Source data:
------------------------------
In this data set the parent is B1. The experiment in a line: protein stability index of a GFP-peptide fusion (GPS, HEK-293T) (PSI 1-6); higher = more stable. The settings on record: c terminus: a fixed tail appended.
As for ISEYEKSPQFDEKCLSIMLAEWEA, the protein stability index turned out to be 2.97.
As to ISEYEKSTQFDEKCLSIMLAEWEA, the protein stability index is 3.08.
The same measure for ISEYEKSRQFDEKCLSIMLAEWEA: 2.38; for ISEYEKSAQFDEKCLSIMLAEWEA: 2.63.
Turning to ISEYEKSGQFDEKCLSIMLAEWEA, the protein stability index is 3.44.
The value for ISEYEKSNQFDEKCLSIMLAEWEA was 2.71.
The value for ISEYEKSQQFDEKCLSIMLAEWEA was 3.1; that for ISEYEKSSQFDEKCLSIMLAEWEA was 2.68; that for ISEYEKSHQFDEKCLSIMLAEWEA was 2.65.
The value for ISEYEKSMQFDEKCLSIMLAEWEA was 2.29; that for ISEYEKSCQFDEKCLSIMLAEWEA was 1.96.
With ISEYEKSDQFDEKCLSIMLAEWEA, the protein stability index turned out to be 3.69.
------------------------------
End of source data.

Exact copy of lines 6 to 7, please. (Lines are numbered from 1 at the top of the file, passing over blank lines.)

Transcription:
The value for ISEYEKSNQFDEKCLSIMLAEWEA was 2.71.
The value for ISEYEKSQQFDEKCLSIMLAEWEA was 3.1; that for ISEYEKSSQFDEKCLSIMLAEWEA was 2.68; that for ISEYEKSHQFDEKCLSIMLAEWEA was 2.65.